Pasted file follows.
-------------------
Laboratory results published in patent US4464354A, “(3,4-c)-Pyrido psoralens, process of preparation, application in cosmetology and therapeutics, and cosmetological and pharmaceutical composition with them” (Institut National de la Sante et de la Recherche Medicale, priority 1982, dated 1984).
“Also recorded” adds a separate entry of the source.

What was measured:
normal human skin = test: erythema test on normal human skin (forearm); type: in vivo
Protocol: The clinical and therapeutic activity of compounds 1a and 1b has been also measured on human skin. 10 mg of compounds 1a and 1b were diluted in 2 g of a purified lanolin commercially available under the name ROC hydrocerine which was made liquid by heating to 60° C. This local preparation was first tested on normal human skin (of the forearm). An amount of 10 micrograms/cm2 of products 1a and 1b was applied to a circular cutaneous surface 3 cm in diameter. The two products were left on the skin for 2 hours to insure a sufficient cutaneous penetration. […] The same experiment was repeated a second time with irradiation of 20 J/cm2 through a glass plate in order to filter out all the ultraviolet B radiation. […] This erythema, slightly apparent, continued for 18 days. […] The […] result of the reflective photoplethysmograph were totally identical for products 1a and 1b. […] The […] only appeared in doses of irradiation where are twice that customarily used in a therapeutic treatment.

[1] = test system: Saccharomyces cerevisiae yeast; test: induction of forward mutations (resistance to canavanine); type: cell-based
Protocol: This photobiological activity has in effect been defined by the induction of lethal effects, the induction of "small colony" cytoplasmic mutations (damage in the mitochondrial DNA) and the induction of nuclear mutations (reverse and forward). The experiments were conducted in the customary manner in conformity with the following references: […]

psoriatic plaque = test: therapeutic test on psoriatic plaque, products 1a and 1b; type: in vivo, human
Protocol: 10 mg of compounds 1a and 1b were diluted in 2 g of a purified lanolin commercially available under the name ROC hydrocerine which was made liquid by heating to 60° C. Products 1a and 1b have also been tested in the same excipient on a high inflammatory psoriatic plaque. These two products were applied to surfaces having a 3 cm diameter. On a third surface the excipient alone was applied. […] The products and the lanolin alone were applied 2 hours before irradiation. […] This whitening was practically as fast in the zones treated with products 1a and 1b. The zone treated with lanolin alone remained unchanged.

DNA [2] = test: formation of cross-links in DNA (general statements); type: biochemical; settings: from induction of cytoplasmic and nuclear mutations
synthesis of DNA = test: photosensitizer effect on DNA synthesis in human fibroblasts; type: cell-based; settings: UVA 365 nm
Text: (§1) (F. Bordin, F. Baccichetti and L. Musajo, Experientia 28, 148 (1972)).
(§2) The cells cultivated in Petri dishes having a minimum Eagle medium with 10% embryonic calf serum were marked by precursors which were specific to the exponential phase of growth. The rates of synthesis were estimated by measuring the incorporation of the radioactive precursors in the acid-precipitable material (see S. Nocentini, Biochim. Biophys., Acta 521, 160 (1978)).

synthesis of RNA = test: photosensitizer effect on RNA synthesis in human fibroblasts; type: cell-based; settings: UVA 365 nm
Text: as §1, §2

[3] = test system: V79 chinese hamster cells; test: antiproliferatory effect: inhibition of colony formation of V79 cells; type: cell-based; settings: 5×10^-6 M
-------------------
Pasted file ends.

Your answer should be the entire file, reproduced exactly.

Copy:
Laboratory results published in patent US4464354A, “(3,4-c)-Pyrido psoralens, process of preparation, application in cosmetology and therapeutics, and cosmetological and pharmaceutical composition with them” (Institut National de la Sante et de la Recherche Medicale, priority 1982, dated 1984).
“Also recorded” adds a separate entry of the source.

What was measured:
normal human skin = test: erythema test on normal human skin (forearm); type: in vivo
Protocol: The clinical and therapeutic activity of compounds 1a and 1b has been also measured on human skin. 10 mg of compounds 1a and 1b were diluted in 2 g of a purified lanolin commercially available under the name ROC hydrocerine which was made liquid by heating to 60° C. This local preparation was first tested on normal human skin (of the forearm). An amount of 10 micrograms/cm2 of products 1a and 1b was applied to a circular cutaneous surface 3 cm in diameter. The two products were left on the skin for 2 hours to insure a sufficient cutaneous penetration. […] The same experiment was repeated a second time with irradiation of 20 J/cm2 through a glass plate in order to filter out all the ultraviolet B radiation. […] This erythema, slightly apparent, continued for 18 days. […] The […] result of the reflective photoplethysmograph were totally identical for products 1a and 1b. […] The […] only appeared in doses of irradiation where are twice that customarily used in a therapeutic treatment.

[1] = test system: Saccharomyces cerevisiae yeast; test: induction of forward mutations (resistance to canavanine); type: cell-based
Protocol: This photobiological activity has in effect been defined by the induction of lethal effects, the induction of "small colony" cytoplasmic mutations (damage in the mitochondrial DNA) and the induction of nuclear mutations (reverse and forward). The experiments were conducted in the customary manner in conformity with the following references: […]

psoriatic plaque = test: therapeutic test on psoriatic plaque, products 1a and 1b; type: in vivo, human
Protocol: 10 mg of compounds 1a and 1b were diluted in 2 g of a purified lanolin commercially available under the name ROC hydrocerine which was made liquid by heating to 60° C. Products 1a and 1b have also been tested in the same excipient on a high inflammatory psoriatic plaque. These two products were applied to surfaces having a 3 cm diameter. On a third surface the excipient alone was applied. […] The products and the lanolin alone were applied 2 hours before irradiation. […] This whitening was practically as fast in the zones treated with products 1a and 1b. The zone treated with lanolin alone remained unchanged.

DNA [2] = test: formation of cross-links in DNA (general statements); type: biochemical; settings: from induction of cytoplasmic and nuclear mutations
synthesis of DNA = test: photosensitizer effect on DNA synthesis in human fibroblasts; type: cell-based; settings: UVA 365 nm
Text: (§1) (F. Bordin, F. Baccichetti and L. Musajo, Experientia 28, 148 (1972)).
(§2) The cells cultivated in Petri dishes having a minimum Eagle medium with 10% embryonic calf serum were marked by precursors which were specific to the exponential phase of growth. The rates of synthesis were estimated by measuring the incorporation of the radioactive precursors in the acid-precipitable material (see S. Nocentini, Biochim. Biophys., Acta 521, 160 (1978)).

synthesis of RNA = test: photosensitizer effect on RNA synthesis in human fibroblasts; type: cell-based; settings: UVA 365 nm
Text: as §1, §2

[3] = test system: V79 chinese hamster cells; test: antiproliferatory effect: inhibition of colony formation of V79 cells; type: cell-based; settings: 5×10^-6 M